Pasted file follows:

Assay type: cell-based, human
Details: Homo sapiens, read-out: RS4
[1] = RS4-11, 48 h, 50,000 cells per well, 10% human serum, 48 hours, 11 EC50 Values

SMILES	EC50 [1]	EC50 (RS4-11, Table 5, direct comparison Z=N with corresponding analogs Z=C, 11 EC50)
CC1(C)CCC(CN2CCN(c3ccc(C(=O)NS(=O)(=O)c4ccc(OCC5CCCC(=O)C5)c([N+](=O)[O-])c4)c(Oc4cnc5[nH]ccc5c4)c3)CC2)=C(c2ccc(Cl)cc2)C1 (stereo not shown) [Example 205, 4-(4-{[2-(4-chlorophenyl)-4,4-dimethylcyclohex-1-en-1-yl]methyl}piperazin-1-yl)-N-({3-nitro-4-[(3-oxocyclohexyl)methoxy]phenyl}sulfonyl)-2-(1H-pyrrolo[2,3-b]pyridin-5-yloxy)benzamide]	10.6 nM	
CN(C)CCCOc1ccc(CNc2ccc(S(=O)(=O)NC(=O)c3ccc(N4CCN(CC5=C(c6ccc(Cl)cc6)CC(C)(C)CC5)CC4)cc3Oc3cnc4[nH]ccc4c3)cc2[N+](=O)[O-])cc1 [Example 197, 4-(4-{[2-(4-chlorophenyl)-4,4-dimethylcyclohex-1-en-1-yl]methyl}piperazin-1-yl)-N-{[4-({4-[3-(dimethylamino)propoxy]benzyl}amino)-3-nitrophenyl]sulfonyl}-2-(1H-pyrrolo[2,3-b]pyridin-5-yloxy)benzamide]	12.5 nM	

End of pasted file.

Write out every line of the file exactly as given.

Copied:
Assay type: cell-based, human
Details: Homo sapiens, read-out: RS4
[1] = RS4-11, 48 h, 50,000 cells per well, 10% human serum, 48 hours, 11 EC50 Values

SMILES	EC50 [1]	EC50 (RS4-11, Table 5, direct comparison Z=N with corresponding analogs Z=C, 11 EC50)
CC1(C)CCC(CN2CCN(c3ccc(C(=O)NS(=O)(=O)c4ccc(OCC5CCCC(=O)C5)c([N+](=O)[O-])c4)c(Oc4cnc5[nH]ccc5c4)c3)CC2)=C(c2ccc(Cl)cc2)C1 (stereo not shown) [Example 205, 4-(4-{[2-(4-chlorophenyl)-4,4-dimethylcyclohex-1-en-1-yl]methyl}piperazin-1-yl)-N-({3-nitro-4-[(3-oxocyclohexyl)methoxy]phenyl}sulfonyl)-2-(1H-pyrrolo[2,3-b]pyridin-5-yloxy)benzamide]	10.6 nM	
CN(C)CCCOc1ccc(CNc2ccc(S(=O)(=O)NC(=O)c3ccc(N4CCN(CC5=C(c6ccc(Cl)cc6)CC(C)(C)CC5)CC4)cc3Oc3cnc4[nH]ccc4c3)cc2[N+](=O)[O-])cc1 [Example 197, 4-(4-{[2-(4-chlorophenyl)-4,4-dimethylcyclohex-1-en-1-yl]methyl}piperazin-1-yl)-N-{[4-({4-[3-(dimethylamino)propoxy]benzyl}amino)-3-nitrophenyl]sulfonyl}-2-(1H-pyrrolo[2,3-b]pyridin-5-yloxy)benzamide]	12.5 nM	